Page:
Press Releases & Statements
- 16 February 2012
For interviews, contact: Lisa Johnson
(February 16, 2012, Washington, D.C.) - The American Association of Colleges for Teacher Education (AACTE) commends the Administration for its focus on preparing a more effective, appropriately compensated education workforce. In his town hall meeting to announce the Recognizing Educational Success, Professional Excellence, and Collaborative Teaching (RESPECT) Project, U.S. Secretary of Education Arne Duncan cited results from a 2006 survey that found 62 percent of teachers did not feel adequately prepared to enter a classroom.
This is certainly not an acceptable number, but the good news is that number has been on the rise over the years. A recent study from Public Agenda and the National Comprehensive Center for Teacher Quality, a group funded by the Department of Education, found that 80 percent of first-year teachers felt either very or somewhat prepared for the classroom ("Lessons Learned," Issue 3, 2008). I believe we should work to get that number even higher, and that can be achieved through collaboration with the Administration and adequate support of the reforms that are working in schools of education.
Many university based teacher preparation programs are, in fact, moving in the direction the Administration is seeking. There are several concerted efforts happening around selectivity and recruitment of students from the top of the talent pool. More than 60,000 teacher candidates have received TEACH grants, which means those students scored in the top-25th percentile on their college entry exams and hold at least a 3.25 GPA. The CU Teach program at the University of Colorado at Boulder is recruiting premier students into STEM teaching fields. CU Teach graduates are among some of the highest-performing math and science students at CU, with an average GPA of 3.22.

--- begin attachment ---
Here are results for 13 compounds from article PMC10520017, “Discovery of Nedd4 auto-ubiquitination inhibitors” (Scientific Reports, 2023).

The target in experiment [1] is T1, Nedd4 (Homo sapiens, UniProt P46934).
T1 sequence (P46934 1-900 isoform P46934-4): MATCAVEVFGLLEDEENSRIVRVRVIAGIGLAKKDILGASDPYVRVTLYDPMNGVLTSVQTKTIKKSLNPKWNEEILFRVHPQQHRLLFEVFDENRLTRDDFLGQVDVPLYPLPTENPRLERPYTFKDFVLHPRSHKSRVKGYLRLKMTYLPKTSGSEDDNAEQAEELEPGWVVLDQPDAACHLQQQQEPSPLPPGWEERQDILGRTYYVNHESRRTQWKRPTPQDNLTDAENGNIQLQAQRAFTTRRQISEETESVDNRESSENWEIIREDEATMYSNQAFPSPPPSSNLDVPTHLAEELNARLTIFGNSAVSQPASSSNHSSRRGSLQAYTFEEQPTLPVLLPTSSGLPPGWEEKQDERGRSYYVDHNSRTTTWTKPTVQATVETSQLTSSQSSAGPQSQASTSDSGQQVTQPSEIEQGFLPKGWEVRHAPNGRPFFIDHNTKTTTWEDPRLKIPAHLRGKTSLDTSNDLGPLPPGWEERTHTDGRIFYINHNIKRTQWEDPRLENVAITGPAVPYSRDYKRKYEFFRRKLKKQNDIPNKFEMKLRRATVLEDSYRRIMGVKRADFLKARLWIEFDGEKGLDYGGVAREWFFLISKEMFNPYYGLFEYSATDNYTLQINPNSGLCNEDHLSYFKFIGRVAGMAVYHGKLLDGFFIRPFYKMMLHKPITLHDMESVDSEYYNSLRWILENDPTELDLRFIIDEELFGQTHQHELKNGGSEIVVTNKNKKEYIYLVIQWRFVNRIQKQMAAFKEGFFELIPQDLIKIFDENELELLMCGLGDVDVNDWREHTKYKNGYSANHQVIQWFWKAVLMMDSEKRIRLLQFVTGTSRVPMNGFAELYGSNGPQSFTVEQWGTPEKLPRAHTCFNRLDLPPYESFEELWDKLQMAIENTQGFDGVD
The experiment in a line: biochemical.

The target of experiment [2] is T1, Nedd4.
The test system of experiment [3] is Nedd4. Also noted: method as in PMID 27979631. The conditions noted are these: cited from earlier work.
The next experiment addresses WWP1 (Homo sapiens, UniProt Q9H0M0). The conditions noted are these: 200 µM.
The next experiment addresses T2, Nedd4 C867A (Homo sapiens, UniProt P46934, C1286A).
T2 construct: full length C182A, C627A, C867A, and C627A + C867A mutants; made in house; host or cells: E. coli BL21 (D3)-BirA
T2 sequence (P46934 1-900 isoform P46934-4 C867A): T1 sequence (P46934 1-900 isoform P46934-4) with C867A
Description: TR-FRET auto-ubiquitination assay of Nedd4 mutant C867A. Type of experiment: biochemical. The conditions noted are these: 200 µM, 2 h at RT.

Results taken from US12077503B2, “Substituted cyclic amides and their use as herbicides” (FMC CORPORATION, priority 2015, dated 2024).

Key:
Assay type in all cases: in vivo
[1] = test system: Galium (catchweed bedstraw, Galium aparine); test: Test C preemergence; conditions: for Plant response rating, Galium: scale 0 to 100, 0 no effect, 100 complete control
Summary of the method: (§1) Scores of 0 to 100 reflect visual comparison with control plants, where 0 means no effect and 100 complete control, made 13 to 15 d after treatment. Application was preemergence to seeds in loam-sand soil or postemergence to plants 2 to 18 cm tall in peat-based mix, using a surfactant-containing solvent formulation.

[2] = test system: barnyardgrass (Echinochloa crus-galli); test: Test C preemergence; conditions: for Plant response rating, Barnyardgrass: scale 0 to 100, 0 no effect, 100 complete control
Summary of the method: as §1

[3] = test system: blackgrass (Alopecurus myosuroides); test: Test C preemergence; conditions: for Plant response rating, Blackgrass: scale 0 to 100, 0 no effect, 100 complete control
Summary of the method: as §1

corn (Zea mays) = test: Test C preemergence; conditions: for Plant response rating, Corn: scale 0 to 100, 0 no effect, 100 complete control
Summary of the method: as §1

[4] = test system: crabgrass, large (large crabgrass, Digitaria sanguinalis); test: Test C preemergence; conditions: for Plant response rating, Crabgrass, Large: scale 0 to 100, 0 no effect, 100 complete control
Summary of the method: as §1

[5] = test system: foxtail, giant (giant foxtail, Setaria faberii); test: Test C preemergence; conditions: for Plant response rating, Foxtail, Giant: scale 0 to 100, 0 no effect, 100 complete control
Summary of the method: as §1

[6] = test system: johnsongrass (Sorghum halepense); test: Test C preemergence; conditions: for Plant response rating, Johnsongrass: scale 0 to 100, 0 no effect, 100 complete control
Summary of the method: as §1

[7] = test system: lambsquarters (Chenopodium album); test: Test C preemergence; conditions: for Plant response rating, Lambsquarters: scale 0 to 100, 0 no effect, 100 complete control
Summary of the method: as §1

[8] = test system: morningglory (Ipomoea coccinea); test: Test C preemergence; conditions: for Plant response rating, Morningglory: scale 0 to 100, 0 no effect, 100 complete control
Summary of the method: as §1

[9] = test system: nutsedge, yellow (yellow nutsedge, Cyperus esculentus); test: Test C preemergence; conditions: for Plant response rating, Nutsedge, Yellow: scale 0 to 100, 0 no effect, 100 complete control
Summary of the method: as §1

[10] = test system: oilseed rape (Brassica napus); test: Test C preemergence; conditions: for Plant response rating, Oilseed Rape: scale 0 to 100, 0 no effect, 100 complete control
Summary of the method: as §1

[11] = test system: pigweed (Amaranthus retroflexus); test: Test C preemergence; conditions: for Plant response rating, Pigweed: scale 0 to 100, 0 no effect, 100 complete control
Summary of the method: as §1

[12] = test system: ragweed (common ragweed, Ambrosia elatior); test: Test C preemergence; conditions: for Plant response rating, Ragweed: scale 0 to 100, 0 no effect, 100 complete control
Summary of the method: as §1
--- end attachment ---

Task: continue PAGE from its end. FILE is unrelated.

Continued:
In addition, teacher preparation programs are actively engaged with school districts to ensure that the universities are aware and responsive to their local schools' workforce needs. This includes many partnerships, such as those under the Teacher Quality Partnership grants, where teacher candidates are working in diverse classroom settings and learning first-hand about culturally responsive pedagogy and classroom management, all under the mentorship of a master teacher. Further, nearly 200 institutions are participating in the design of a performance assessment for new teachers that will measure beginning teachers' ability to impact student learning before they are credentialed and enter a classroom.
We are ready for President Obama and Secretary Duncan to recognize these contributions to the agendas called for in the RESPECT Project and other recent announcements. Funding should support university-school district partnerships around workforce development; valid, reliable measures of productivity at the state level such as the Teacher Performance Assessment; results-generating recruitment programs at institutions; and other similar efforts that are vital to the Administration achieving its goal to advance the teaching profession.
AACTE: Serving Learners
The American Association of Colleges for Teacher Education is a national alliance of educator preparation programs dedicated to the highest quality professional development of teachers and school leaders in order to enhance PK-12 student learning. The 800 institutions holding AACTE membership represent public and private colleges and universities in every state, the District of Columbia, the Virgin Islands, Puerto Rico and Guam. AACTEâ€™s reach and influence fuel its mission of serving learners by providing all school personnel with superior training and continuing education.